Carrol said she was also able to drop the funds allocated to fuel costs by $20,000, which she moved to gravel, as the gravel needs for the coming year were quite high, with $464,000 earmarked for gravel ($150,000 in the operating budget and $314,000 in the capital budget).
Carrol mentioned that she’d added a new line called Infrastructure Repairs, with $5,000 inserted in it, as the shoulder of Weslemkoon Lake Road needs grading due to heavy rains, and the township doesn’t have the equipment to do it. However, she said she’d found somebody to do it for $135 per hour.
Carrol said that she had a pleasant surprise with the consultant fees, if council approves her RFP recommendation, which came in at $32,000 versus the $40,000 she had thought it would be, a savings of $8,000.
As she had gotten consultant RFP back (which is yet to be approved by council), Carrol said that she had added $1,000 to the Bridge/Road Needs Study for a total of $4,000.
For policing, Carrol had initially put in last year’s expenditure, but the cost had actually gone down by $24,000 this year, so that was reflected in the second draft of the budget.
Carrol also made some changes in the Waste Site expenditures, as she now knew how many hours to apply for and the staffing levels required for this year.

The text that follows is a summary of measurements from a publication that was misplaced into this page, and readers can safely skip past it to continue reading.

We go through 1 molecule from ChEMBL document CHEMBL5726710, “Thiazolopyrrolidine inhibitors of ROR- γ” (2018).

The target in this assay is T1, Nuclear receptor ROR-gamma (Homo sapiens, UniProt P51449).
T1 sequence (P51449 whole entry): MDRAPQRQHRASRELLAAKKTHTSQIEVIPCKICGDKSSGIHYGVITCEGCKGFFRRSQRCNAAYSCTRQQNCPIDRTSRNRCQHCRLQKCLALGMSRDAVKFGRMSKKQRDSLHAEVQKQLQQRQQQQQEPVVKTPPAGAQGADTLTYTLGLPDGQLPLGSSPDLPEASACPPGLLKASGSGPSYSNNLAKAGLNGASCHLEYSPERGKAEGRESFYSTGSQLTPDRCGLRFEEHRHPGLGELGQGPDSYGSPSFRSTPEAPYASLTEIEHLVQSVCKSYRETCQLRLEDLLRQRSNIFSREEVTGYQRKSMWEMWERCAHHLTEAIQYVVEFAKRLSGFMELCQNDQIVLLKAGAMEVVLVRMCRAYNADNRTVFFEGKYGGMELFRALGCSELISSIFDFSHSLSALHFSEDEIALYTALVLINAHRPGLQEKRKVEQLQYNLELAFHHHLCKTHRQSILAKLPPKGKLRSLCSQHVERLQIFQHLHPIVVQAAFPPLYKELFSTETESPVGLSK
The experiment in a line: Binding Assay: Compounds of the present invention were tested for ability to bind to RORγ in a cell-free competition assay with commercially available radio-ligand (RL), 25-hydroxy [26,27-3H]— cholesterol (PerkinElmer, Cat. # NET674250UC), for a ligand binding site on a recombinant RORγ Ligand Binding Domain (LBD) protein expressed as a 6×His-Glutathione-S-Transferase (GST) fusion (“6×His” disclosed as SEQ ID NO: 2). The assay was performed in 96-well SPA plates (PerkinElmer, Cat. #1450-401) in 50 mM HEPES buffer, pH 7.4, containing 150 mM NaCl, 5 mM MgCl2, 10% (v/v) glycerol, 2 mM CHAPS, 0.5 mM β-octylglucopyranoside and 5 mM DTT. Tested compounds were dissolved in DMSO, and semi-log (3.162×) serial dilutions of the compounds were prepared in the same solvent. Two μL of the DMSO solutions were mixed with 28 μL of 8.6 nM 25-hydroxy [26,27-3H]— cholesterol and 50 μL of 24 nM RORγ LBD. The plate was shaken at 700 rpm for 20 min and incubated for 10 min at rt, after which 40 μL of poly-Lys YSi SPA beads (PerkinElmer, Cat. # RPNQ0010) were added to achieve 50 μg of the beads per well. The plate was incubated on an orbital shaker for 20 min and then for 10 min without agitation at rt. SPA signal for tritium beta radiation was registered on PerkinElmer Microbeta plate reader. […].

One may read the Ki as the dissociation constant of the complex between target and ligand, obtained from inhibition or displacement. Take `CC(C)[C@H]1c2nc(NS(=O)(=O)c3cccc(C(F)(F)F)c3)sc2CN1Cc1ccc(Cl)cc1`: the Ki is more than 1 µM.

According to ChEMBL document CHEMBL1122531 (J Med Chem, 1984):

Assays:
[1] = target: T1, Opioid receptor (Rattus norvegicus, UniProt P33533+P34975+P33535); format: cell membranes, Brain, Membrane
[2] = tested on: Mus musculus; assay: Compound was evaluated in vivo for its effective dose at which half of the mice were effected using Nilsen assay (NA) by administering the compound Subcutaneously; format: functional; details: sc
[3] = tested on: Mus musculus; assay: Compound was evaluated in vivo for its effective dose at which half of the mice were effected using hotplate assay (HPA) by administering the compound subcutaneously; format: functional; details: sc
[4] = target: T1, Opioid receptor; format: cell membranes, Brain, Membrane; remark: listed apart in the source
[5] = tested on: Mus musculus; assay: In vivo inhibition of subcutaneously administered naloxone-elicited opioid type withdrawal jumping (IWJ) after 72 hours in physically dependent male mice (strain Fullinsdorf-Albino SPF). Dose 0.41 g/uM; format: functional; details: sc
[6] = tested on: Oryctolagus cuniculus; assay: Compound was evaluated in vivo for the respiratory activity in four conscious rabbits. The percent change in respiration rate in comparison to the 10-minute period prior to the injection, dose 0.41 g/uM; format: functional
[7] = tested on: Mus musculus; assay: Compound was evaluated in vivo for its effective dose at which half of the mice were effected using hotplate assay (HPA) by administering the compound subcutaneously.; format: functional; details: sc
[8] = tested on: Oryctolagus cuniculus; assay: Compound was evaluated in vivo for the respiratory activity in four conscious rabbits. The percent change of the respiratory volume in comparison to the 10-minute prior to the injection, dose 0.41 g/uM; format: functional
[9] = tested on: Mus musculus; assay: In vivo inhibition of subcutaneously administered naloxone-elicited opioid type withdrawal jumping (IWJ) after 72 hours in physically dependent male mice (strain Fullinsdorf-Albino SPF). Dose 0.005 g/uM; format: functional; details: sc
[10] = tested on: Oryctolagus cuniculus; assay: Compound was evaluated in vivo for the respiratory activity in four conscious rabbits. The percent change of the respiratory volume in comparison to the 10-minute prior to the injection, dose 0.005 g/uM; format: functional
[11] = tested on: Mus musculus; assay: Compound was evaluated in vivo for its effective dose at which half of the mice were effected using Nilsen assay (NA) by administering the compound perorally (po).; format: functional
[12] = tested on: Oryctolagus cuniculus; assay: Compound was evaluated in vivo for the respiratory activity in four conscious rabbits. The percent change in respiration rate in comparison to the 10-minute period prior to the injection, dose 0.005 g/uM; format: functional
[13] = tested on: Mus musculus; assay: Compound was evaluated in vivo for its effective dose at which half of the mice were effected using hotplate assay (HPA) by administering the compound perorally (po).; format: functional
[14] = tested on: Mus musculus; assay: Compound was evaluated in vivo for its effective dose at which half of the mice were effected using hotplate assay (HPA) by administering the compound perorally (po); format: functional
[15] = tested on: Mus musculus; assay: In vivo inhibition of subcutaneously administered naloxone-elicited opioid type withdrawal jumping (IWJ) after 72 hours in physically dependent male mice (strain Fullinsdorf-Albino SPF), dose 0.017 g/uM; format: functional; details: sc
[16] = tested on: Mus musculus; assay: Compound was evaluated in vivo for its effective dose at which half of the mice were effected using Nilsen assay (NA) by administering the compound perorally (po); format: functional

Next, Carrol did a verbal report to council regarding requirements under Ontario regulation 289-09 for rates of taxation for 2023, and informed them that capital amortization and landfill post-closure expenses are not included in the 2023 budget. She asked council to acknowledge this and they did so by resolution.
Hederson told council that the only thing he would say is that after much discussion over two committee of the whole meetings, council had arrived at a budget with a zero per cent increase in the mill rate year over year from 2022.
“We will end up at the same 0.7888 per cent which means that if your assessed value has not gone up over the year your taxes for the township will not change. Your taxes for schoolboard will also not change. The only tax increase is at the county level, where they have increased their rate to 3.19762 per cent, which is beyond our control. But for purposes of this bylaw, it’s just the 0.7888 per cent that we’re approving,” he says.
With no further questions or discussion, Hederson made a motion to have the second draft of the 2023 budget moved forward to the council meeting at 1 p.m. for passage. While the operating budget was subsequently passed by council at this meeting, the capital budget still needs to be passed and will be done as soon as possible.
Carrol told The Bancroft Times on May 8 that she felt that council was able to adopt a fair budget that will support the services that are provided by the township for 2023.
“The levy for 2023 has increased, but the municipal mill rate that is charged on assessment has not changed,” she says. “We were fortunate to have experienced growth in our assessment over the past year, this growth has off set the need for any mill rate increases.”
Michael Riley, Local Journalism Initiative Reporter, The Bancroft Times